I AM writing in response to the letter “Worse off after degree” (StarEducation, March 23) The letter gives a one-sided view and fails to provide the complete picture. This case reminds me of an elder sister crying because her younger sister got a bigger slice of the cake.
Comparing this scenario with Sudham-ma’s case, we see some similarities. Is she worse off after obtaining her degree? Of course not. It is ridiculous to even suggest that the Education Ministry would penalise those who obtain higher qualifications.
Sudhamma’s juniors received a larger increment compared to hers because during the 2007 pay revision, non-graduates received 25% while graduates got 15%. She actually got her pay rise.
She is demoralised because she sees others getting more.
In fact, the Ministry had tried to address this difference by giving an extra increment to DG41 teachers who switched from the non-graduate to the graduate scheme. Still they are unhappy. They have refused to acknowledge the fact that DG41 teachers enjoy bigger allowances compared to those under DG32 (non-graduates).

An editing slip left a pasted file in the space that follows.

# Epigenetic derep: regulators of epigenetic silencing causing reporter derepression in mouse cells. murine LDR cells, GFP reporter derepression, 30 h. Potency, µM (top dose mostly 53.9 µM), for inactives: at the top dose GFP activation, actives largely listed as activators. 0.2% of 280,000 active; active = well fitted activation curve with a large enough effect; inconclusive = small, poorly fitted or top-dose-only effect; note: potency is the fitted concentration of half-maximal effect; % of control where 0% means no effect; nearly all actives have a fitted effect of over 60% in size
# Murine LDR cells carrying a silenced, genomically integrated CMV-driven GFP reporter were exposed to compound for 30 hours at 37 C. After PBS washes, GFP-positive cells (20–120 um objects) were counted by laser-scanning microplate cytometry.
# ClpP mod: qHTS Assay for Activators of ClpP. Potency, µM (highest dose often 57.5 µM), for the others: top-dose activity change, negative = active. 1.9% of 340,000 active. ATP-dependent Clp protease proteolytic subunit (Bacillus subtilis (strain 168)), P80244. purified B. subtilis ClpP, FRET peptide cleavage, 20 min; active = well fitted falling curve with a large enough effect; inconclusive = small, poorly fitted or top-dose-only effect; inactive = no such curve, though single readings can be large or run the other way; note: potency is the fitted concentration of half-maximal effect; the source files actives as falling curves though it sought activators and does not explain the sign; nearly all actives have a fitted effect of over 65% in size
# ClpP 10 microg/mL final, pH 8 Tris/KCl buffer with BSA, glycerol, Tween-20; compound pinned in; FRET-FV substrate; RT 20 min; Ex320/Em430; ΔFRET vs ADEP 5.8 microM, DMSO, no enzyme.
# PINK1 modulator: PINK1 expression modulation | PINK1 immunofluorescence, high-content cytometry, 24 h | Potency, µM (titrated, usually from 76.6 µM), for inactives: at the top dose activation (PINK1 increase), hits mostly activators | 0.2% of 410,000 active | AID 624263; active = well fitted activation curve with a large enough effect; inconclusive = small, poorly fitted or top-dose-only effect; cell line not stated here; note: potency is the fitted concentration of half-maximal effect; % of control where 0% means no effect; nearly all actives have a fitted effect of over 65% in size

They have refused to acknowledge the fact that at the end of the day they will enjoy higher pay than the DG32 teachers. Due to the 25% and 15% difference given, the DG32 teachers will initially receive a bigger pay rise. In a few years, their pay will remain stagnant.
Meanwhile, the DG41 teachers will move on to a much higher maximum salary. The ministry would not allow graduate teachers to be on a scale lower than that of non-graduates.
The DG41 scale is definitely higher than DG32, not to mention the higher allowances. In fact, a DG41 teacher will have an opportunity to move on to DG44, DG48 and maybe DG52 later on.
I am a graduate teacher on the DG48 scale. Like Sudhamma, I was also a non-graduate and I upgraded myself to the graduate scheme after obtaining a degree. My salary now is RM3,000 more than what my classmates who remained in DG32 get.
What I am trying to point out is that Sudhamma should not let this pay rise difference demoralise her. At the end of the day, her pay will be much higher than that of the junior non-graduate teachers. She should devote her focus and effort towards her work.
I know monetary gains are still of utmost importance, but as teachers, we should not let this issues affect our work.
Our responsibilities are towards our students, the parents and society. There are intangible rewards we can get. When we see that we have made a difference in improving our students, be it academically or otherwise, the joy is something money cannot buy.
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